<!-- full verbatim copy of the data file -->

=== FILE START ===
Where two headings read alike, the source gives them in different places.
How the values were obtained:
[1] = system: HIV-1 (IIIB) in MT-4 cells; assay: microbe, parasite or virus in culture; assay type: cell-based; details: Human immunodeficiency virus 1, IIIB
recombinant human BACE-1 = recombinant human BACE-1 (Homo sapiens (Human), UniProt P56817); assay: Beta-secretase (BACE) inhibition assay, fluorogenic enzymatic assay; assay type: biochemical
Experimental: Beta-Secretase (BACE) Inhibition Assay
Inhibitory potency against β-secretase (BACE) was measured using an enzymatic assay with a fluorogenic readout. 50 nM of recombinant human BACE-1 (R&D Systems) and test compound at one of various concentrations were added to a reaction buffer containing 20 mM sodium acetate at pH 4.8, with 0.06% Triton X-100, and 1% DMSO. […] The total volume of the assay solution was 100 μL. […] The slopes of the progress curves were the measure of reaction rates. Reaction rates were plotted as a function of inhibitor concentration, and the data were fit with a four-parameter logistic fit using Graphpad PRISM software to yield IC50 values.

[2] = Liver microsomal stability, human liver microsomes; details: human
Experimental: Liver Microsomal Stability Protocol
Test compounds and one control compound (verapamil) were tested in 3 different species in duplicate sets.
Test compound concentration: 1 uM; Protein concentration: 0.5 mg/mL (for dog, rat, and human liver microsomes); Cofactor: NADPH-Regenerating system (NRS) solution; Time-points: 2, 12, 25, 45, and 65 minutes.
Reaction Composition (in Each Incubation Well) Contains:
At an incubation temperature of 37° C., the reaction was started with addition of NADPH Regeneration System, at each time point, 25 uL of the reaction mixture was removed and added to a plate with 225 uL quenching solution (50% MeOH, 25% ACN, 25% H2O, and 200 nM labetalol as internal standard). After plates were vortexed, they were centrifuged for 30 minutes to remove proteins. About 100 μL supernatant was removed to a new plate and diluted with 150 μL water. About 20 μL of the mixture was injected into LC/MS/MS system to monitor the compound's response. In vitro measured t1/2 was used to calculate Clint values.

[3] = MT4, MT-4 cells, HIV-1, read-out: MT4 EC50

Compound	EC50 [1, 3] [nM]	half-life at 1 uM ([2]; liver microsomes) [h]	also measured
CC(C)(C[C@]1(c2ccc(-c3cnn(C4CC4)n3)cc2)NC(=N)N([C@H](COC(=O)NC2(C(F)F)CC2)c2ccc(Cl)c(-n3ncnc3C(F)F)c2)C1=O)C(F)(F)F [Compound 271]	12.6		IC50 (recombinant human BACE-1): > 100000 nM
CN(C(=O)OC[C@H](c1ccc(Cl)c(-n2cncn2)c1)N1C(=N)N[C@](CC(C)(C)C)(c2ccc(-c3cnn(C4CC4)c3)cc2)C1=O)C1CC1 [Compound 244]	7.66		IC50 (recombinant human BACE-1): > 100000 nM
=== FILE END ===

Where two headings read alike, the source gives them in different places.
How the values were obtained:
[1] = system: HIV-1 (IIIB) in MT-4 cells; assay: microbe, parasite or virus in culture; assay type: cell-based; details: Human immunodeficiency virus 1, IIIB
recombinant human BACE-1 = recombinant human BACE-1 (Homo sapiens (Human), UniProt P56817); assay: Beta-secretase (BACE) inhibition assay, fluorogenic enzymatic assay; assay type: biochemical
Experimental: Beta-Secretase (BACE) Inhibition Assay
Inhibitory potency against β-secretase (BACE) was measured using an enzymatic assay with a fluorogenic readout. 50 nM of recombinant human BACE-1 (R&D Systems) and test compound at one of various concentrations were added to a reaction buffer containing 20 mM sodium acetate at pH 4.8, with 0.06% Triton X-100, and 1% DMSO. […] The total volume of the assay solution was 100 μL. […] The slopes of the progress curves were the measure of reaction rates. Reaction rates were plotted as a function of inhibitor concentration, and the data were fit with a four-parameter logistic fit using Graphpad PRISM software to yield IC50 values.

[2] = Liver microsomal stability, human liver microsomes; details: human
Experimental: Liver Microsomal Stability Protocol
Test compounds and one control compound (verapamil) were tested in 3 different species in duplicate sets.
Test compound concentration: 1 uM; Protein concentration: 0.5 mg/mL (for dog, rat, and human liver microsomes); Cofactor: NADPH-Regenerating system (NRS) solution; Time-points: 2, 12, 25, 45, and 65 minutes.
Reaction Composition (in Each Incubation Well) Contains:
At an incubation temperature of 37° C., the reaction was started with addition of NADPH Regeneration System, at each time point, 25 uL of the reaction mixture was removed and added to a plate with 225 uL quenching solution (50% MeOH, 25% ACN, 25% H2O, and 200 nM labetalol as internal standard). After plates were vortexed, they were centrifuged for 30 minutes to remove proteins. About 100 μL supernatant was removed to a new plate and diluted with 150 μL water. About 20 μL of the mixture was injected into LC/MS/MS system to monitor the compound's response. In vitro measured t1/2 was used to calculate Clint values.

[3] = MT4, MT-4 cells, HIV-1, read-out: MT4 EC50

Compound	EC50 [1, 3] [nM]	half-life at 1 uM ([2]; liver microsomes) [h]	also measured
CC(C)(C[C@]1(c2ccc(-c3cnn(C4CC4)n3)cc2)NC(=N)N([C@H](COC(=O)NC2(C(F)F)CC2)c2ccc(Cl)c(-n3ncnc3C(F)F)c2)C1=O)C(F)(F)F [Compound 271]	12.6		IC50 (recombinant human BACE-1): > 100000 nM
CN(C(=O)OC[C@H](c1ccc(Cl)c(-n2cncn2)c1)N1C(=N)N[C@](CC(C)(C)C)(c2ccc(-c3cnn(C4CC4)c3)cc2)C1=O)C1CC1 [Compound 244]	7.66		IC50 (recombinant human BACE-1): > 100000 nM